ARROW: Pilot — Review
Well, I watched the CW Networks’s ARROW, based on DC Comics’ Green Arrow character. Yes, it’s a complete re-boot of the character, and it bears little resemblence to the previous TV version of Green Arrow, played by Justin Hartley on SMALLVILLE for several seasons. With all the “re-imagining” going on I was prepared to dislike the series.
The surprising thing is, I found the series premeire quite interesting and enjoyable to watch.
To save me the typing here’s the official boilerplate regarding the series.
“After a violent shipwreck, billionaire playboy Oliver Queen was missing and presumed dead for five years before being discovered alive on a remote island in the Pacific. When he returns home to Starling City, his devoted mother Moira, much-beloved sister Thea, and best friend Tommy welcome him home, but they sense Oliver has been changed by his ordeal on the island. While Oliver hides the truth about the man he’s become, he desperately wants to make amends for the actions he took as the boy he was. Most particularly, he seeks reconciliation with his former girlfriend, Laurel Lance.
As Oliver reconnects with those closest to him, he secretly creates the persona of Arrow – a vigilante – to right the wrongs of his family, fight the ills of society, and restore Starling City to its former glory. By day, Oliver plays the role of a wealthy, carefree and careless philanderer he used to be – flanked by his devoted chauffeur/bodyguard, John Diggle – while carefully concealing the secret identity he turns to under cover of darkness. However, Laurel’s father, Detective Quentin Lance, is determined to arrest the vigilante operating in his city. Meanwhile, Oliver’s own mother, Moira, knows much more about the deadly shipwreck than she has let on – and is more ruthless than he could ever imagine.”
Well, I’m glad I had that to fall back on, because the pilot (entitled Pilot) is so stuffed with incident and characters that some of it was a blur. For instance, even though I had known in advance (at some point, months back) that Detective Quentin Lance was the father of the girl who died on the Queen’s yacht, I had no inkling of that while watching the episode, until just about the end of the program, when the policeman, frustrated with a glibly evasive Oliver Queen, asks “you didn’t even try to save my daughter, did you?” I had no idea what he was talking about for a few seconds.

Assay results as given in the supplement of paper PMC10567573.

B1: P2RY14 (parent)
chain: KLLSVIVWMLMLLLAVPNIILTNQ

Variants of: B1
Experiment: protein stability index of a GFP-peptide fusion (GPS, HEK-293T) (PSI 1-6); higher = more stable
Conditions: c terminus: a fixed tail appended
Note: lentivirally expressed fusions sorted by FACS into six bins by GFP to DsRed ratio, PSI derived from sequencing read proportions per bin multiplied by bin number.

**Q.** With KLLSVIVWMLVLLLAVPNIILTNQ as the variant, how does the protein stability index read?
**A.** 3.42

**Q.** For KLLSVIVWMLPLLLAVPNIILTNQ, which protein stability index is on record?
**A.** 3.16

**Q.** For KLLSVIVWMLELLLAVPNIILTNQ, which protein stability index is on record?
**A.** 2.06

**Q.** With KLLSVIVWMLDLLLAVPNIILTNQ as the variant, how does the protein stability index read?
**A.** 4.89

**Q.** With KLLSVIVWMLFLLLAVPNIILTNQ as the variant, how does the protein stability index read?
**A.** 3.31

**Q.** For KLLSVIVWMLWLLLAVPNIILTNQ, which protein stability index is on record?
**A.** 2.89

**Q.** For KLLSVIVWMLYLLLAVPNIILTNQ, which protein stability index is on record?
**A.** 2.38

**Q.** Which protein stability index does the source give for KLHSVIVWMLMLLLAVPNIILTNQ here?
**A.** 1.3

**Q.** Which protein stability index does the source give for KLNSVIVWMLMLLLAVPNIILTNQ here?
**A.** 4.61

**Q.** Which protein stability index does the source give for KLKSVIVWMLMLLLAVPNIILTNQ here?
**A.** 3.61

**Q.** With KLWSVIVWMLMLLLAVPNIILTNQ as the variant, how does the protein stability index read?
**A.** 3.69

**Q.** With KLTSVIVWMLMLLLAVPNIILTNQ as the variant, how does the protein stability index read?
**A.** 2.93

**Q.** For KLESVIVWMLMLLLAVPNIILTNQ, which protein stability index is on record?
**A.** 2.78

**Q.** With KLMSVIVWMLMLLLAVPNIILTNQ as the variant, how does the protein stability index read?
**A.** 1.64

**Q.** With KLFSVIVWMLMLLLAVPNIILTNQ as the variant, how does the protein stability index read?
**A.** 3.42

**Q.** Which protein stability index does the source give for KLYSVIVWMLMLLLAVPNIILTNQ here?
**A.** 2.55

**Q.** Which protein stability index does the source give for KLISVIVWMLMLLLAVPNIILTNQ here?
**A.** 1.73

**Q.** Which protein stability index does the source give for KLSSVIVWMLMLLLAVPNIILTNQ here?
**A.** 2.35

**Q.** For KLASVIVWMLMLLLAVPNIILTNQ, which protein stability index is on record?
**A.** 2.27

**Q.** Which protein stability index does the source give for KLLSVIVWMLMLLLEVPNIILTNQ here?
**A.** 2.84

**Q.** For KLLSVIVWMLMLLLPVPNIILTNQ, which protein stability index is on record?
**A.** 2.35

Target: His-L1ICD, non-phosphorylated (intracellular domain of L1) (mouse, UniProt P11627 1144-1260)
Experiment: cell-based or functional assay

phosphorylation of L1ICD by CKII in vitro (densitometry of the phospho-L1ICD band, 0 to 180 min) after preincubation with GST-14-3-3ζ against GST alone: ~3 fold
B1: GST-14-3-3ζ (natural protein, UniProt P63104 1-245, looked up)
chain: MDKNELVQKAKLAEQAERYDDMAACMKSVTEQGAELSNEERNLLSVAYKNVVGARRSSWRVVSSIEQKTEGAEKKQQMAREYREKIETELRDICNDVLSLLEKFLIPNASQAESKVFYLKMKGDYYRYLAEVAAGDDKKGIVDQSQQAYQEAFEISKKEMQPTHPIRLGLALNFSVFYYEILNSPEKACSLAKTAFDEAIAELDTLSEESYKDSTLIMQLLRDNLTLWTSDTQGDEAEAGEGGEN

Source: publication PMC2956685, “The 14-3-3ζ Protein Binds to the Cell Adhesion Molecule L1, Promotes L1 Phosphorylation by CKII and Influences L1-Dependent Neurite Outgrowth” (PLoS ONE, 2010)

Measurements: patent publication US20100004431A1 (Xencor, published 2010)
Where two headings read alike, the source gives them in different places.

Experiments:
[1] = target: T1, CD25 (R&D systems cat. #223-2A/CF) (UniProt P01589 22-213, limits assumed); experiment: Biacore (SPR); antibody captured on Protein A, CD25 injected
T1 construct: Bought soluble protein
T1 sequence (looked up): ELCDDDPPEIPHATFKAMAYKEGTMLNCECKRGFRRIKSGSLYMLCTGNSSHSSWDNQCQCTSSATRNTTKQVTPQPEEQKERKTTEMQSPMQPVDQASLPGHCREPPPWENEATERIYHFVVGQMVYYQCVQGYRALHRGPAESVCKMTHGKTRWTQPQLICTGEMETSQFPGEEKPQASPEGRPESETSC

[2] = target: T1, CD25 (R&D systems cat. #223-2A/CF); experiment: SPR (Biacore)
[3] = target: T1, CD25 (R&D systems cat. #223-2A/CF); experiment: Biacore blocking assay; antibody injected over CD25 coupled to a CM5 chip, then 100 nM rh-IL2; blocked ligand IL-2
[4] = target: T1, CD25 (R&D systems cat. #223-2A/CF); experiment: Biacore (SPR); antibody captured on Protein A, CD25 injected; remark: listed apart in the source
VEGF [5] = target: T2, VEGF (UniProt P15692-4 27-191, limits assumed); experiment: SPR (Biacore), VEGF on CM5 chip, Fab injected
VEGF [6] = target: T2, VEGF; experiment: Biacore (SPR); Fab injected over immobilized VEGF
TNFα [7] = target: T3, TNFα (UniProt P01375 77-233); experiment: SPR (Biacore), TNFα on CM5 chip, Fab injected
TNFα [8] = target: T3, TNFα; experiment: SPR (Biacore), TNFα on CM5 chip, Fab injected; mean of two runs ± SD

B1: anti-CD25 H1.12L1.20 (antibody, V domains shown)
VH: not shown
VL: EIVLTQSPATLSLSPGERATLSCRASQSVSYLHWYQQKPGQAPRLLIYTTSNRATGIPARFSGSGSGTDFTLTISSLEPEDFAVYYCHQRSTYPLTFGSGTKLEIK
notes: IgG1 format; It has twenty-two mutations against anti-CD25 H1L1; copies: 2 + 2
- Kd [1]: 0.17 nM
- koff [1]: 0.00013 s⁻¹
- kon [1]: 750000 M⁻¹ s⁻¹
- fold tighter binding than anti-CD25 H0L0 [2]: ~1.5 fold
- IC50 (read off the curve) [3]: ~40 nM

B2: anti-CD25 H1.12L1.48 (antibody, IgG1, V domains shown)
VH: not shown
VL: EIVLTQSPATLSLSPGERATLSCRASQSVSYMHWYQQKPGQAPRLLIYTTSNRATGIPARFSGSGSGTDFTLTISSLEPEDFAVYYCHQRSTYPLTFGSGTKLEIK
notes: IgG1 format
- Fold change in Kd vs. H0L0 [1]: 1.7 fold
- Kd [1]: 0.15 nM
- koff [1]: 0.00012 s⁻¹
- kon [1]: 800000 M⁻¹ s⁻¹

There’s enough plot material in the episode to fuel a full season of a prime-time soap opera. And make no mistake, there is going to be plenty of angst-ridden soap on this show. Judging from the first episode, there’s also going to be a lot of well-done and edgy violence, as well. I was surprised at the level of violence this ‘hero’ was capable of— he’s quite literally lethal, killing a man, a kidnapper,with his bare hands simply because ‘no one can know his secret’.
In fact, later in the episode for a few seconds I thought he killed another, entirely innocent person, until I realized that the character— Oliver’s bodyguard—is set to be a series regular. He just knocked him out, apparently. (We don’t as far as I could tell, see or hear of the character again in this week’s show. Maybe it was cut for time.)
The show is an attempt to turn Green Arrow into a vigilante protagonist to match the flavor of the Christopher Nolan/Christian Bale BATMAN films. This seemed a stretch to me, as the comic book version was originally created in the Golden Age as a sunnier, more wholesome copy of the Dark Knight.
However, this show is pretty damn dark, and thus far pretty interesting, despite being overloaded with exposition, emotional confrontations, and dark doings, all of which might have been better unfolded over the course of several episodes, rather than one. It sure wasn’t slow.
The series stars Stephen Amell as Oliver Queen, and he very nicely portrays both the current cagey, fury-driven Queen, and his younger self in flashbacks. Katie Cassidy plays (Dinah) Laurel Lance, an idealistic lawyer, and in the comics becomes The Black Canary.
Colin Donnell played Tommy Merlyn, Oliver’s old hard-partying friend, who may or may not know that Queen is now a dangerous vigilante. Merlyn in the comics was Queens archery mentor and some-time adversary. In the New 52 comics (which I have not followed), he’s an old friend to whom something strange has happened. Any direct tie-in to the series? Anyone’s guess at this point.
Brian Markinson guested as Adam Hunt, the first of the villians on the Arrow’s list—from his dead father’s diary/confessional notebook. He could turn up again.
Willa Holland was Thea Queen, Oliver’s troubled sister, Susanna Thompson plays Moira Queen, a rather sinister Mother figure. She’s now married to Walter Steele, played by Colin Salmon.
David Ramsey was bodyguard John Diggle, and Paul Blackthorne was Detective Quentin Lance.
ARROW airs Wednesdays at 8:00 PM/7:00 Central on the CW Network.
From Bonanza Productions Inc. in association with Berlanti Productions and Warner Brothers Television, with executive producers Greg Berlanti (GFREEN LANTERN), Marc Guggenheim (FLASH FORWARD) Andrew Kreisberg (WAREHOUSE 13), and David Nutter (SMALLVILLE, GAME OF THRONES). Co-executive producerMelissa Kellner Berman .
PILOT directed by David Nutter from a teleplay by Andrew Kreisberg & Marc Guggenheim, story by Greg Berlanti & Marc Guggenheim.